Lennep, Jacob Van
LENNEP, JACOB VAN (1802-1868), Dutch poet and novelist, was born on the 24th of March 1802 at Amsterdam, where his father, David Jacob van Lennep (1774-1853), a scholar and poet, was professor of eloquence and the classical languages in the Athenaeum. Lennep took the degree of doctor of laws at Leiden, and then settled as an advocate in Amsterdam. His first poetical efforts had been translations from Byron, of whom he was an ardent admirer, and in 1826 he published a collection of original Academische Idyllen, which had some success. He first attained genuine popularity by the Nederlandsche Legenden (2 vols., 1828) which reproduced, after the manner of Sir Walter Scott, some of the more stirring incidents in the early history of his fatherland. His fame was further raised by his patriotic songs at the time of the Belgian revolt, and by his comedies Het Dorp aan de Grenzen (1830) and Het Dorp over de Grenzen (1831), which also had reference to the political events of 1830. In 1833 he broke new ground with the publication of De Pleegzoon (The Adopted Son), the first of a series of historical romances in prose, which have acquired for him in Holland a position somewhat analogous to that of Sir Walter Scott in Great Britain. The series included De Roos van Dekama (2 vols., 1836), Onze Voorouders (5 vols., 1838), De Lotgevallen van Ferdinand Huyck (2 vols., 1840), Elizabeth Musch (3 vols., 1850), and De Lotgevallen van Klaasje Zevenster (5 vols., 1865), several of which have been translated into German and French, and two The Rose of Dekama (1847) and The Adopted Son (New York, 1847) into English. His Dutch history for young people (V oornaamsle Geschiedenissen van Noord-Nederland aan mijne Kindern iierhaald, 4 vols., 1845) is attractively written. Apart from the two comedies already mentioned, Lennep was an indefatigable journalist and literary critic, the author of numerous dramatic pieces, and of an excellent edition of Vondel's works. For some years Lennep held a judicial appointment, and from 1853 to 1856 he was a member of the second chamber, in which he voted with the conservative party. He died at Oosterbeek near Arnheim on the 25th of August 1868.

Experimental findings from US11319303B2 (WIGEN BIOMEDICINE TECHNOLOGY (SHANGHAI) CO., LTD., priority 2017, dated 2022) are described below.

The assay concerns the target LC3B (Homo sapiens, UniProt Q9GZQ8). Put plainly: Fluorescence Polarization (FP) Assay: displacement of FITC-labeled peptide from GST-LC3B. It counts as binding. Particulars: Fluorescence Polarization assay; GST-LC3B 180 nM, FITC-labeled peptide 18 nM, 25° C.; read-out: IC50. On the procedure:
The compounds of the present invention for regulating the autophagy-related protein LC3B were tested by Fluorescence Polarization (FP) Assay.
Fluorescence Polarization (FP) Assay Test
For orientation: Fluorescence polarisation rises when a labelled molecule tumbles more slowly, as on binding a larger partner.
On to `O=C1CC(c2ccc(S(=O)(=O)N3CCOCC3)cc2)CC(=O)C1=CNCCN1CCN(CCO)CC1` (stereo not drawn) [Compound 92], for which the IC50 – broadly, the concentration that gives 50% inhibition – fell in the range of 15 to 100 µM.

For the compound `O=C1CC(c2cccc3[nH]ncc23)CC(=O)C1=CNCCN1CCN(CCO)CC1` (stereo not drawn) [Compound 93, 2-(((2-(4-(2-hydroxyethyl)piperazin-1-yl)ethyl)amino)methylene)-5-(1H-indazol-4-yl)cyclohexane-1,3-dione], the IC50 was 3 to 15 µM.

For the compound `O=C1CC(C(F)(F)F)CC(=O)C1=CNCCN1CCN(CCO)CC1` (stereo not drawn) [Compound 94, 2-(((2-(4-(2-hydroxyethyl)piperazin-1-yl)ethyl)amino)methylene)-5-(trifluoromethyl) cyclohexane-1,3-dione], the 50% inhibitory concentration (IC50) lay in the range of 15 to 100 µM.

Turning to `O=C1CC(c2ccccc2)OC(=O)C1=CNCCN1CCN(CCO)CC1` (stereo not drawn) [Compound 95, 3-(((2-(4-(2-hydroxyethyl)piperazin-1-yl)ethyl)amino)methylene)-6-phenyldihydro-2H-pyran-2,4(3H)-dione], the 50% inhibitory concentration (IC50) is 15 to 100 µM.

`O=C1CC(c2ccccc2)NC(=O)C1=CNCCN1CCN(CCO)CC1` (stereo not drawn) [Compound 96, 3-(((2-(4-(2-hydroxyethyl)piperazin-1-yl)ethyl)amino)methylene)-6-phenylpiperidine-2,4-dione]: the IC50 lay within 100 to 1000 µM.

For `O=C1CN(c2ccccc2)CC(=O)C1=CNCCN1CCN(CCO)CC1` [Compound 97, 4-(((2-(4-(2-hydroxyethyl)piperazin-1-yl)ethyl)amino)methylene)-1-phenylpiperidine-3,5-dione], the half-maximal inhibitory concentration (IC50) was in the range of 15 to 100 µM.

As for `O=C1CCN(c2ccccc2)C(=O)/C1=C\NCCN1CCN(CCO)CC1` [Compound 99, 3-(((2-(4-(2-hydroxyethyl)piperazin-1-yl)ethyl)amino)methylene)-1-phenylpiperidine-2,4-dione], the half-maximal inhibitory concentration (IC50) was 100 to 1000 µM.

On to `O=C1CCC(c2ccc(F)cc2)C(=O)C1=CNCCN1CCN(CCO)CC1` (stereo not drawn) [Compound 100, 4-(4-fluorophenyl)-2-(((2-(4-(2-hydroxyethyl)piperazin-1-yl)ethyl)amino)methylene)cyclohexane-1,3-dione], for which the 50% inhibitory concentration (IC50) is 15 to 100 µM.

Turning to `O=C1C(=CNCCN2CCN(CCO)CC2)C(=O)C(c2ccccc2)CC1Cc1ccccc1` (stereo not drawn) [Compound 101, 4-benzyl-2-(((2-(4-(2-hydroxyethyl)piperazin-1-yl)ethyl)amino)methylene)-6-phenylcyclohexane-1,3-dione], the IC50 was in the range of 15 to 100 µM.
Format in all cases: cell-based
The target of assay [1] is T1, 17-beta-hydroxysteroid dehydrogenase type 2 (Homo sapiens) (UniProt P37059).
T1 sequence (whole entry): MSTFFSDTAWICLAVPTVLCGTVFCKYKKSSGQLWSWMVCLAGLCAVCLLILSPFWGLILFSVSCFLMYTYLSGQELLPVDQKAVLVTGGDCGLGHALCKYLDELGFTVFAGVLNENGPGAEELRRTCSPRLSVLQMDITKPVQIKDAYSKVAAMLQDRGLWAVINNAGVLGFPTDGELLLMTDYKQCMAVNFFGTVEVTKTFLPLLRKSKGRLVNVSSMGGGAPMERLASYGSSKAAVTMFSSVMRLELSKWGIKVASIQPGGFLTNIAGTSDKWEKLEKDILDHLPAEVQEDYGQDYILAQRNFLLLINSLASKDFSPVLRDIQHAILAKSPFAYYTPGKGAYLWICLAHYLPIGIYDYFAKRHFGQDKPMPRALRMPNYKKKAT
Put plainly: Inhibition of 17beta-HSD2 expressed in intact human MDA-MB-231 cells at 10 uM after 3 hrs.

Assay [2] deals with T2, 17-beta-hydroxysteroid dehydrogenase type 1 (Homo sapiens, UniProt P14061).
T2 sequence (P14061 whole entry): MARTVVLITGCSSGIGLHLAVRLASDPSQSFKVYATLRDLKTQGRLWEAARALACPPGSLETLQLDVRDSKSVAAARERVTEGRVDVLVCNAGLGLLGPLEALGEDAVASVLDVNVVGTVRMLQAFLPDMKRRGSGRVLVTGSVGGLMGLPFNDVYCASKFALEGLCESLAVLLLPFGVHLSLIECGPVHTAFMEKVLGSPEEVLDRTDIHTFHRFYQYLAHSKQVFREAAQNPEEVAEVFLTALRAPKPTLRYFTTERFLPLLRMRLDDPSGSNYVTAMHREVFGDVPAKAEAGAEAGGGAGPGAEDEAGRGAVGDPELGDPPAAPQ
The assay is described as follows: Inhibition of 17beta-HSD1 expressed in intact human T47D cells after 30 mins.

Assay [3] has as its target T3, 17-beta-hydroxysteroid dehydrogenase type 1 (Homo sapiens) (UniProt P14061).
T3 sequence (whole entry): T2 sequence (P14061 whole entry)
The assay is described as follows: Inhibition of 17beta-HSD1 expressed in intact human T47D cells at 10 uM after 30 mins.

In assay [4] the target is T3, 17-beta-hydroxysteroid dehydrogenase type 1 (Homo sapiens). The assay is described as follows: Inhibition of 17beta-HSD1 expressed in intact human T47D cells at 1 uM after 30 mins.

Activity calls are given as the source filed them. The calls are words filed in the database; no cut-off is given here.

There is a collective edition of his Poetische Werken (13 vols., 1859-1872), and also of his Romantische Werken (23 vols., 1855- 1872). See also a bibliography by P. Knoll (1869); and Jan ten Brink, Geschiedenis der Noord- Nederlandsche Letteren in de XIX' Eeuw (No. iii.).
Note - this article incorporates content from Encyclopaedia Britannica, Eleventh Edition, (1910-1911)